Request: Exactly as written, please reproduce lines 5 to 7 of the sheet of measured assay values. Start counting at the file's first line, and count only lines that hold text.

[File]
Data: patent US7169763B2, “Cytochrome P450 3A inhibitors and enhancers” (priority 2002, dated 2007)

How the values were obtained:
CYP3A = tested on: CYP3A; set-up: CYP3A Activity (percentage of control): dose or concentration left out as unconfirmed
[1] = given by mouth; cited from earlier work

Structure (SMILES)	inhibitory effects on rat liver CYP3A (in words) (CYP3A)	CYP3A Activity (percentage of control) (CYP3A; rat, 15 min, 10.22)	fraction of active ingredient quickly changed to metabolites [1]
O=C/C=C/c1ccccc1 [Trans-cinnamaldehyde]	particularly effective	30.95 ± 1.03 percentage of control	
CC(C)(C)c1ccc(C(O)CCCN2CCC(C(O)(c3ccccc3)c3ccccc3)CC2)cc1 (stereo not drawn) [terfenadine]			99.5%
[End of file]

Structure (SMILES)	inhibitory effects on rat liver CYP3A (in words) (CYP3A)	CYP3A Activity (percentage of control) (CYP3A; rat, 15 min, 10.22)	fraction of active ingredient quickly changed to metabolites [1]
O=C/C=C/c1ccccc1 [Trans-cinnamaldehyde]	particularly effective	30.95 ± 1.03 percentage of control	
CC(C)(C)c1ccc(C(O)CCCN2CCC(C(O)(c3ccccc3)c3ccccc3)CC2)cc1 (stereo not drawn) [terfenadine]			99.5%